(Part One, Part Two, Part Three)
This is the fourth entry in my ongoing series about the merits of drug decriminalisation. The series is working off the contributions to the book The Legalization of Drugs: For and Against by Douglas Husak and Peter de Marneffe. At the moment, I’m still working my way through Husak’s pro-decriminalisation arguments.
Husak is trying to argue that the recreational use of particular drugs — marijuana, cocaine and heroin being the most obvious — ought to be decriminalised. By this he means that the threat of criminal punishment should be removed from those who take these drugs for recreational ends. He does not mean that the government should remain neutral about the merits of these substances or, indeed, that the production and sale of these substances should be legalised (though, to be honest, he would probably support this). Decriminalisation of use is consistent with heavy regulation of use, as is evinced by the regulation of cigarettes or alcohol.
So far in this series, I’ve covered all of Husak’s negative arguments for decriminalisation. In other words, I’ve covered all the arguments in which he says that the traditional rationales favouring criminalisation are no good. In this post, I switch tack to cover his positive arguments for decriminalisation. They are twofold. The first claims that there is some value to be derived from recreational use, while the second argues that criminalisation is massively counterproductive.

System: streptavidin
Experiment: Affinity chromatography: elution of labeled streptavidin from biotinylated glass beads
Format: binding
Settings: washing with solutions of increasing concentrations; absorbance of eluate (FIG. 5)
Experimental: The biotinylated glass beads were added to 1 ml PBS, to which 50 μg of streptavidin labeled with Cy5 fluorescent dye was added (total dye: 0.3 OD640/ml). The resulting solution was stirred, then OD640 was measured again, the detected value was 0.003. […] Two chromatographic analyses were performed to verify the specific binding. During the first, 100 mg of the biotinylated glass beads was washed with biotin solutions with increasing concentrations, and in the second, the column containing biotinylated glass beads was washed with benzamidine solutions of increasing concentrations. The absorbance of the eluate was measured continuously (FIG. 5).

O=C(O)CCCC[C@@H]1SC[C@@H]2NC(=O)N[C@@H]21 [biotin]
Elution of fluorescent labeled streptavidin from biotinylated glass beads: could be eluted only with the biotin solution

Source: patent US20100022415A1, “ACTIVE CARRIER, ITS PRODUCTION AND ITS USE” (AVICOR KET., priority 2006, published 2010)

I’ll consider both arguments in turn.
1. Is Recreational Drug Use Valuable?
Many people argue that drugs such as marijuana, ecstasy, LSD (among others) are instrumentally valuable. In other words, they argue that they are valuable because they have positive effects. For instance, people point to the medicinal benefits of marijuana as a reason in favour of its legalisation. Interesting though these arguments are, they all share a fatal weakness. They rely on the existence of clearcut causal connection between drug use and a desirable outcome (call it X). The problem is that the connection between drug use and outcome X is often tenuous, dependent on complex and poorly understood pathways, and open to being disproved. A more robust argument would point to the intrinsically valuable properties of drug use. Is such an argument available?
Husak thinks there is. It starts by observing that recreational pursuits are, in general, thought to be valuable irrespective of their consequences. It adds to that the observation that people do not typically have to defend the value of their recreational choices. In other words, the value is assumed to be present because people choose to pursue that activity. The argument then concludes by suggesting that those who use drugs for recreational purposes should not have to defend their preferences either.
There are several issues to unpack here. We can start by making the basic argument more robust by drawing an analogy between recreational drug use and other recreational pursuits. Husak uses the example of a fanatical sports fan, who buys all the jerseys and memorabilia associated with his favourite team, spends his weekends travelling to their matches, and his weekdays analysing the sports commentary. This sports fan is clearly doing something that is valuable to him, and he is under no obligation to defend his preference, even if the rest of us think it a bit over-the-top. The same is true of the wine connoisseur and the comic book fan. Why should the recreational drug user be treated differently?